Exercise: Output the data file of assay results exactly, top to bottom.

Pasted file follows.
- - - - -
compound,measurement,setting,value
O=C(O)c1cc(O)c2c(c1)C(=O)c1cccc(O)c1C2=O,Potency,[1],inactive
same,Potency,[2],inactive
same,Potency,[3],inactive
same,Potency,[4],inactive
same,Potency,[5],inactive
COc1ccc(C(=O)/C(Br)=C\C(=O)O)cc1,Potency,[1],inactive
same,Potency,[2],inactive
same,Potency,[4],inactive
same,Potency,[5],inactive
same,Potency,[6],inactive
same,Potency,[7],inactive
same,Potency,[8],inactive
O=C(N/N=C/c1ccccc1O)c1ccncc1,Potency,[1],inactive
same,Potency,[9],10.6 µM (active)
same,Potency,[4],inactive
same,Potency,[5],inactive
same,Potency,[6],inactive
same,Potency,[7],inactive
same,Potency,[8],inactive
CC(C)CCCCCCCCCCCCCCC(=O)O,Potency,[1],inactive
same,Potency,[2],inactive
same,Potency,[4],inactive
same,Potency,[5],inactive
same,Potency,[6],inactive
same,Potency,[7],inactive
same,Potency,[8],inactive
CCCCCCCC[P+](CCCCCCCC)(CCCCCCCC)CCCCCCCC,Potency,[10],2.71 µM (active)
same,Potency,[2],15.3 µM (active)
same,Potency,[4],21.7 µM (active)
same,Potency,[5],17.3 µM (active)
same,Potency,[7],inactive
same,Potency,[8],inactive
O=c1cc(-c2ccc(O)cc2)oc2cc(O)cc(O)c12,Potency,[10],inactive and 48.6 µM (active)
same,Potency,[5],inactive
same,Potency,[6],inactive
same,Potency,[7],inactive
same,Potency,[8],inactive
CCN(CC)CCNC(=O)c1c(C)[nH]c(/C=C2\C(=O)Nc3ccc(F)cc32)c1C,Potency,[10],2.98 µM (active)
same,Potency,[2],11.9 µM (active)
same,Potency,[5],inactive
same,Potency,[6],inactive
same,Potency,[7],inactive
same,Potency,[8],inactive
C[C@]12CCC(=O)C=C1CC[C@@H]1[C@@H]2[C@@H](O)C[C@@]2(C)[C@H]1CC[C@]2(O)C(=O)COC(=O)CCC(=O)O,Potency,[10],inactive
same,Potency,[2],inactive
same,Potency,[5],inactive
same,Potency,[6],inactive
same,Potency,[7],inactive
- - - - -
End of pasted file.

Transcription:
compound,measurement,setting,value
O=C(O)c1cc(O)c2c(c1)C(=O)c1cccc(O)c1C2=O,Potency,[1],inactive
same,Potency,[2],inactive
same,Potency,[3],inactive
same,Potency,[4],inactive
same,Potency,[5],inactive
COc1ccc(C(=O)/C(Br)=C\C(=O)O)cc1,Potency,[1],inactive
same,Potency,[2],inactive
same,Potency,[4],inactive
same,Potency,[5],inactive
same,Potency,[6],inactive
same,Potency,[7],inactive
same,Potency,[8],inactive
O=C(N/N=C/c1ccccc1O)c1ccncc1,Potency,[1],inactive
same,Potency,[9],10.6 µM (active)
same,Potency,[4],inactive
same,Potency,[5],inactive
same,Potency,[6],inactive
same,Potency,[7],inactive
same,Potency,[8],inactive
CC(C)CCCCCCCCCCCCCCC(=O)O,Potency,[1],inactive
same,Potency,[2],inactive
same,Potency,[4],inactive
same,Potency,[5],inactive
same,Potency,[6],inactive
same,Potency,[7],inactive
same,Potency,[8],inactive
CCCCCCCC[P+](CCCCCCCC)(CCCCCCCC)CCCCCCCC,Potency,[10],2.71 µM (active)
same,Potency,[2],15.3 µM (active)
same,Potency,[4],21.7 µM (active)
same,Potency,[5],17.3 µM (active)
same,Potency,[7],inactive
same,Potency,[8],inactive
O=c1cc(-c2ccc(O)cc2)oc2cc(O)cc(O)c12,Potency,[10],inactive and 48.6 µM (active)
same,Potency,[5],inactive
same,Potency,[6],inactive
same,Potency,[7],inactive
same,Potency,[8],inactive
CCN(CC)CCNC(=O)c1c(C)[nH]c(/C=C2\C(=O)Nc3ccc(F)cc32)c1C,Potency,[10],2.98 µM (active)
same,Potency,[2],11.9 µM (active)
same,Potency,[5],inactive
same,Potency,[6],inactive
same,Potency,[7],inactive
same,Potency,[8],inactive
C[C@]12CCC(=O)C=C1CC[C@@H]1[C@@H]2[C@@H](O)C[C@@]2(C)[C@H]1CC[C@]2(O)C(=O)COC(=O)CCC(=O)O,Potency,[10],inactive
same,Potency,[2],inactive
same,Potency,[5],inactive
same,Potency,[6],inactive
same,Potency,[7],inactive